Though the season is still young, the first month has shown that their current team probably does not have what it takes to compete in September.
We're not pushing the panic button yet in San Francisco, but it is still interesting to check out the minor league system built by this guy, Brian Sabean. We can see who's coming up if another Giant hits the disabled list, and decide whether the 2015 Giants look any good.
Here are seven prospects in the Giants farm system eyeing a promotion.
Culberson is leading the Giants AA affiliate Richmond Flying Squirrels with a .292 average, seven doubles and a .744 OPS in his first season at the Double-A level.
The 22-year-old defensive whiz has been hitting along the same clip he did last year in San Jose, which bodes well for a promotion to Fresno by season's end.
A positional change to the left side of the infield could enhance his value to the major league club, as shortstop is the most needed position for the San Francisco Giants. An in-house alternative could save the team having to pony up big time in a trade.
Verdugo is a 6'0" tall southpaw who just celebrated his 24th birthday.
For the Giants Double-A affiliate, the Richmond Flying Squirrels, Verdugo has amassed 20 strikeouts against only five walks. With a 1.69 ERA and 1.08 WHIP, his records currently sits at 1-0.
The lefty's principle problem is his inability to go deep into games. He is averaging only 5.1 innings per start, a clip that is sure to be cause for concern.
That said, if Verdugo keeps up his current numbers, he will surely be pitching in Fresno in a matter of months.
The other Triple-A first baseman has been lighting up the Pacific Coast League at a slightly less alarming rate than his counterpart Brandon Belt. In his 105 at-bats this season, Pill is hitting .352 with four home runs and nine doubles, with an impressive OPS of .924.
Pill has continued getting starts at first base and hitting cleanup while Brandon Belt has been starting in left field and batting third since his demotion.
The Belt-Pill tandem has to be intimidating for any Triple-A pitcher to face. Upon the eventual departure of veterans Aubrey Huff and Pat Burrell, they can anchor a murderer's row with fellow youngster Buster Posey for years to come.
The 25-year-old middle reliever has been the Grizzlies' most dependable arm out of the bullpen.
He has accrued a 10:1 strikeout to walk ration in 14 innings pitched, over which he has surrendered just two earned runs. He has a 1.29 ERA and a 1.14 WHIP, allowing zero home runs.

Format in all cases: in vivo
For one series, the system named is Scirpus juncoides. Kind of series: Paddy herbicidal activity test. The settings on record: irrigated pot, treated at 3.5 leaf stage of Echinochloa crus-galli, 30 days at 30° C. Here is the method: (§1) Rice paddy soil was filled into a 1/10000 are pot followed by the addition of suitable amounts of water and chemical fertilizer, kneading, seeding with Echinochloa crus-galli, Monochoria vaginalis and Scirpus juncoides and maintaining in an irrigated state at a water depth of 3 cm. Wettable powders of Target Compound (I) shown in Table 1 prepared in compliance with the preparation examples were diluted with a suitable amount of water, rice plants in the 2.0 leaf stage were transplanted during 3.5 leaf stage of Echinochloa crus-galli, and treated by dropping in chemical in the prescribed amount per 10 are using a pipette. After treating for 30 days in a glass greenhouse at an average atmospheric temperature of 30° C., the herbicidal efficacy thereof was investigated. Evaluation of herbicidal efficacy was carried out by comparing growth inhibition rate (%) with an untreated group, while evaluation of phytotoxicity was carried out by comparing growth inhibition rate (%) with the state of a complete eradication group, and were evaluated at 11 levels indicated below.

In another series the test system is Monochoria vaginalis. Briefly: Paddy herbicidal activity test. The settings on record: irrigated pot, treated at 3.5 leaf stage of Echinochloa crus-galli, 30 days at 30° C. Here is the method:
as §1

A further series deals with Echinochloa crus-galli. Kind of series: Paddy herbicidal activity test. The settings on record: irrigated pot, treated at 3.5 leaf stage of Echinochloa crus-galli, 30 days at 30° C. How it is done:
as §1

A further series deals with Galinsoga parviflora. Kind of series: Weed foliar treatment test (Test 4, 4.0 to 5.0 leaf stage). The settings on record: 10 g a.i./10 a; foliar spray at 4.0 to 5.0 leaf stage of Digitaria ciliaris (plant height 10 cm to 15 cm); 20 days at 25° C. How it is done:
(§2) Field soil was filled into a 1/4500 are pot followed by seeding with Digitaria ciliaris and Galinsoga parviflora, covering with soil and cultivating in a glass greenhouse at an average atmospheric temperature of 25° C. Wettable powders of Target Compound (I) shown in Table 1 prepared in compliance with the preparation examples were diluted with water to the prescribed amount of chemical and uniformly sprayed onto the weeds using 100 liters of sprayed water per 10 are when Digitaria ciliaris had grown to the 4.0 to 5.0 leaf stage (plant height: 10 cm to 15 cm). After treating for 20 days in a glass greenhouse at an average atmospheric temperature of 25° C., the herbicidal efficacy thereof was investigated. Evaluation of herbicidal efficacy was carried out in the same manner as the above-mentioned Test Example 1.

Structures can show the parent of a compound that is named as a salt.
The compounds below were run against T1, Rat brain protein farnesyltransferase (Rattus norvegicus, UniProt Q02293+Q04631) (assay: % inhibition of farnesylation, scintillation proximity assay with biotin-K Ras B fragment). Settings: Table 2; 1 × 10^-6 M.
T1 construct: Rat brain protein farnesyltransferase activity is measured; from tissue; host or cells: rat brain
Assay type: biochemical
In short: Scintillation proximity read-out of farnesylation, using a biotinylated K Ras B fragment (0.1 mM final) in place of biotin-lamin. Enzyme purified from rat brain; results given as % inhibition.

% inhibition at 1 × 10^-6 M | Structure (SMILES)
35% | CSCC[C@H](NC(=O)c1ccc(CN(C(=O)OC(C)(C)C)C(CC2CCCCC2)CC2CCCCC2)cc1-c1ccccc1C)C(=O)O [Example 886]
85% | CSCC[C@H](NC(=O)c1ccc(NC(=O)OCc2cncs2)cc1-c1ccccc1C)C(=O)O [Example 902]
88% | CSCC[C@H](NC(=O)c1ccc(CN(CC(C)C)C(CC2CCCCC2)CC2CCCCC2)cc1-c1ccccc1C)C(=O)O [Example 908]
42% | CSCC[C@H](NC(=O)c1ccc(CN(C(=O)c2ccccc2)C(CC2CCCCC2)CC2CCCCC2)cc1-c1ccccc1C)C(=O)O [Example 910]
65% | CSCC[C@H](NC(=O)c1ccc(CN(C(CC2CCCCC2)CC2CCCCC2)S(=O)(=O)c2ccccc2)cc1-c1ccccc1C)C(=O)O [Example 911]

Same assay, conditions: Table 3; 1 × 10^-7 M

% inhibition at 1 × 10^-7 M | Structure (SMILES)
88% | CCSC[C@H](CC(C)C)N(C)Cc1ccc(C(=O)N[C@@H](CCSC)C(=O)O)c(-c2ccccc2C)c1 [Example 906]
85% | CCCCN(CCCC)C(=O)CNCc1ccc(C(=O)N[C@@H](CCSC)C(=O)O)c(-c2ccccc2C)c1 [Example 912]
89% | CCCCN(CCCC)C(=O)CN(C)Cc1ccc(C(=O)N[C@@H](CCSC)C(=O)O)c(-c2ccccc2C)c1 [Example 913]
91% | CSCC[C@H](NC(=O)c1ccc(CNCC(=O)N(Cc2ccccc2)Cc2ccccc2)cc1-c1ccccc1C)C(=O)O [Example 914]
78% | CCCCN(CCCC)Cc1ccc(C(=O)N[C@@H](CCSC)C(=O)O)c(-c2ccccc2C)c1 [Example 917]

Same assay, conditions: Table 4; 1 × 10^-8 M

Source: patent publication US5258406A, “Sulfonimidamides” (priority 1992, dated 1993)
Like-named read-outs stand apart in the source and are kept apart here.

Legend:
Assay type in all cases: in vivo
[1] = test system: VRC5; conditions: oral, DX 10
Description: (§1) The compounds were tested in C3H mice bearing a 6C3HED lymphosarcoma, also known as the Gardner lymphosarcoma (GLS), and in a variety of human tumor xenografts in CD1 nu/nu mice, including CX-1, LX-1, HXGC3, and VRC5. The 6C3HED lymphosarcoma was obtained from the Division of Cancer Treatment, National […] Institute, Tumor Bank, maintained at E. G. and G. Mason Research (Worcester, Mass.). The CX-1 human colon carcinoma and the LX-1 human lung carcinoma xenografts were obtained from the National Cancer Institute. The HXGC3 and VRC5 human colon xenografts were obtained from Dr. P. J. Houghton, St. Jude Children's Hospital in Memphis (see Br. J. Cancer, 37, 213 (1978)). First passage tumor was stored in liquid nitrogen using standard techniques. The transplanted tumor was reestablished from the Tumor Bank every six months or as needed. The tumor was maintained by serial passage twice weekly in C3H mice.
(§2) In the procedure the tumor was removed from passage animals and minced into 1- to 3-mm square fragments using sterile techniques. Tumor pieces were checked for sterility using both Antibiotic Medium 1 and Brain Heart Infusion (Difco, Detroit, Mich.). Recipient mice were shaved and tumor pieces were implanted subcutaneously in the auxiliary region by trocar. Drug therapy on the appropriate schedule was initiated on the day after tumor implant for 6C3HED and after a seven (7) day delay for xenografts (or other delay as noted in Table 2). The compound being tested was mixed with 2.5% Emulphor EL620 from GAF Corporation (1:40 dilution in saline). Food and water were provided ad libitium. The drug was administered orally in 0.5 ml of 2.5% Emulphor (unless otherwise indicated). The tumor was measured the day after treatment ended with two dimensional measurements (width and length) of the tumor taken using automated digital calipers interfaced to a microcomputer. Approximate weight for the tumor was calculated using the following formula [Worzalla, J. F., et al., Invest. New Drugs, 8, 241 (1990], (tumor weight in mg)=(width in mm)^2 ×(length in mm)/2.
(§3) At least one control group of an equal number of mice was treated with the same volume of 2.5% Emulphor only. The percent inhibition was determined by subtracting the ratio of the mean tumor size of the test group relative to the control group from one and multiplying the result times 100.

Bruce Bochy will be happy to know that should any of his current relievers falter, the Giants have Edlefsen to step in.
The 2010 first-round draft pick out of Cal-state Fullerton has been putting together a nice freshman season in High-A San Jose. Projected as a speedy center fielder with power potential, Brown is living up to his scouting report.
In 96 at-bats, Brown is hitting .333 with two doubles, two triples and a homer, good for a .845 OPS. He has accumulated 17 steals, which is the same amount as all his teammates combined.
He has also been thrown out six times, incidentally also the exact same amount as all his teammates combined.
Brown looks to be an exciting player two or three years removed from the big leagues. It will be interesting to see how the Giants handle him and similarly-built outfielder Darren Ford, who currently holds a spot on the active roster.
San Francisco's 2009 first-round pick has hit a groove in San Jose.
Only 20 years old, the 6' 3" starting pitcher has a mid-90s fastball with a curveball and a changeup. He is 2-0 with a 3.38 ERA and 0.98 WHIP for the San Jose Giants in 21.1 innings pitched.
Wheeler also has struck out 27 batters against only six walks, showing an immense improvement over the horrendous 5.8 BB/9 he posted last season.
Like Verdugo, Wheeler is averaging a mere 5.1 innings per start so far in 2011. But given his youth and electric stuff, there are plenty of reasons to believe Wheeler will soon be pitching his way to Double-A Richmond.
No surprises here. The opening day first baseman, who was recently sent down to Fresno, has been destroying Tripe A pitching since his demotion.
No, that doesn't quite do it justice. Belt is absolutely obliterating opposing pitchers.
In his nine games, he is 15 for 29 with two homers and four doubles, good for a .517 average and .862 slugging percentage.
His eight walks have lifted his on-base percentage to an absurd .622, and his OPS to an other-worldly 1.484.
Add to that three stolen bases and not a single caught stealing or error.
Brandon Belt is getting on base, hitting for power, and not making many mistakes, the three things the Giants sorely need right now, and which will earn him a trip back to the show sooner rather than later.